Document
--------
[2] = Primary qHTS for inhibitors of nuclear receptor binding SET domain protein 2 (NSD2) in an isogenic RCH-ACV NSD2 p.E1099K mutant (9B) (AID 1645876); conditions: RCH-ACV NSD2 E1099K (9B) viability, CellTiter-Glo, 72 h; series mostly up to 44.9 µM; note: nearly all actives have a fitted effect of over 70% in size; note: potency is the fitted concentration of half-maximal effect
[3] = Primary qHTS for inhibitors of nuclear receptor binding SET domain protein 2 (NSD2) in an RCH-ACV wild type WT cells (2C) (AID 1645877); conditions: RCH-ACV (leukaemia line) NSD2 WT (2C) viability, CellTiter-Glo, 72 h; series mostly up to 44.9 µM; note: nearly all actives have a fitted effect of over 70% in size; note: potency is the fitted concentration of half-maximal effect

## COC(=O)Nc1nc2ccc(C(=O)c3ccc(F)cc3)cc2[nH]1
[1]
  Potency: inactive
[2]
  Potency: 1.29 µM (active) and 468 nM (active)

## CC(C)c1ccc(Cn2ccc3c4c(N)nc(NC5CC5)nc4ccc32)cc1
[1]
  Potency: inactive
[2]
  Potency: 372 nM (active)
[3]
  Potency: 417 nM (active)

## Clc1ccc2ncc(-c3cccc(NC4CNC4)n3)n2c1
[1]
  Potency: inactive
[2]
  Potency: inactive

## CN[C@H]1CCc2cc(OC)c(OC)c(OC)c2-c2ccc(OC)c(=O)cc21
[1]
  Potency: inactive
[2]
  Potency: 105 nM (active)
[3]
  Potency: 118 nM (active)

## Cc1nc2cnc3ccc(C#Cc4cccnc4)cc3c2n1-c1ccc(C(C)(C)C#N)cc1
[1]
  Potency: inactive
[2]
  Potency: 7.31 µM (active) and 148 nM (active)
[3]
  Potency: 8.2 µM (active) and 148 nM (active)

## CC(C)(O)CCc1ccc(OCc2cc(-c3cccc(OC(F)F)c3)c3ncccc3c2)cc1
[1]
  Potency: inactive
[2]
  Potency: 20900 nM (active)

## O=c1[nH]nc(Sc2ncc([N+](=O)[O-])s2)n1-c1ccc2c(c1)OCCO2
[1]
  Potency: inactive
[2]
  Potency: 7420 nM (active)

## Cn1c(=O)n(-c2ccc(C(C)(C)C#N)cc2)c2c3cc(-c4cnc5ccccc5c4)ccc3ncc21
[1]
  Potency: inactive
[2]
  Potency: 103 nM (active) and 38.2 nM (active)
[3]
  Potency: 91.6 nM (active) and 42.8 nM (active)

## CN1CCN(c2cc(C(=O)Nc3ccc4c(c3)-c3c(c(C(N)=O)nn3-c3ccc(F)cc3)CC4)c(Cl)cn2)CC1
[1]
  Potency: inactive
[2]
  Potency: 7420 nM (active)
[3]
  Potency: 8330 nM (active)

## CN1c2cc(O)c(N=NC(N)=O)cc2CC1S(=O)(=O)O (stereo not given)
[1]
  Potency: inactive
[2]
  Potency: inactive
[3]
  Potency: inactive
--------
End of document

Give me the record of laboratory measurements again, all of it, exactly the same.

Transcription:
[2] = Primary qHTS for inhibitors of nuclear receptor binding SET domain protein 2 (NSD2) in an isogenic RCH-ACV NSD2 p.E1099K mutant (9B) (AID 1645876); conditions: RCH-ACV NSD2 E1099K (9B) viability, CellTiter-Glo, 72 h; series mostly up to 44.9 µM; note: nearly all actives have a fitted effect of over 70% in size; note: potency is the fitted concentration of half-maximal effect
[3] = Primary qHTS for inhibitors of nuclear receptor binding SET domain protein 2 (NSD2) in an RCH-ACV wild type WT cells (2C) (AID 1645877); conditions: RCH-ACV (leukaemia line) NSD2 WT (2C) viability, CellTiter-Glo, 72 h; series mostly up to 44.9 µM; note: nearly all actives have a fitted effect of over 70% in size; note: potency is the fitted concentration of half-maximal effect

## COC(=O)Nc1nc2ccc(C(=O)c3ccc(F)cc3)cc2[nH]1
[1]
  Potency: inactive
[2]
  Potency: 1.29 µM (active) and 468 nM (active)

## CC(C)c1ccc(Cn2ccc3c4c(N)nc(NC5CC5)nc4ccc32)cc1
[1]
  Potency: inactive
[2]
  Potency: 372 nM (active)
[3]
  Potency: 417 nM (active)

## Clc1ccc2ncc(-c3cccc(NC4CNC4)n3)n2c1
[1]
  Potency: inactive
[2]
  Potency: inactive

## CN[C@H]1CCc2cc(OC)c(OC)c(OC)c2-c2ccc(OC)c(=O)cc21
[1]
  Potency: inactive
[2]
  Potency: 105 nM (active)
[3]
  Potency: 118 nM (active)

## Cc1nc2cnc3ccc(C#Cc4cccnc4)cc3c2n1-c1ccc(C(C)(C)C#N)cc1
[1]
  Potency: inactive
[2]
  Potency: 7.31 µM (active) and 148 nM (active)
[3]
  Potency: 8.2 µM (active) and 148 nM (active)

## CC(C)(O)CCc1ccc(OCc2cc(-c3cccc(OC(F)F)c3)c3ncccc3c2)cc1
[1]
  Potency: inactive
[2]
  Potency: 20900 nM (active)

## O=c1[nH]nc(Sc2ncc([N+](=O)[O-])s2)n1-c1ccc2c(c1)OCCO2
[1]
  Potency: inactive
[2]
  Potency: 7420 nM (active)

## Cn1c(=O)n(-c2ccc(C(C)(C)C#N)cc2)c2c3cc(-c4cnc5ccccc5c4)ccc3ncc21
[1]
  Potency: inactive
[2]
  Potency: 103 nM (active) and 38.2 nM (active)
[3]
  Potency: 91.6 nM (active) and 42.8 nM (active)

## CN1CCN(c2cc(C(=O)Nc3ccc4c(c3)-c3c(c(C(N)=O)nn3-c3ccc(F)cc3)CC4)c(Cl)cn2)CC1
[1]
  Potency: inactive
[2]
  Potency: 7420 nM (active)
[3]
  Potency: 8330 nM (active)

## CN1c2cc(O)c(N=NC(N)=O)cc2CC1S(=O)(=O)O (stereo not given)
[1]
  Potency: inactive
[2]
  Potency: inactive
[3]
  Potency: inactive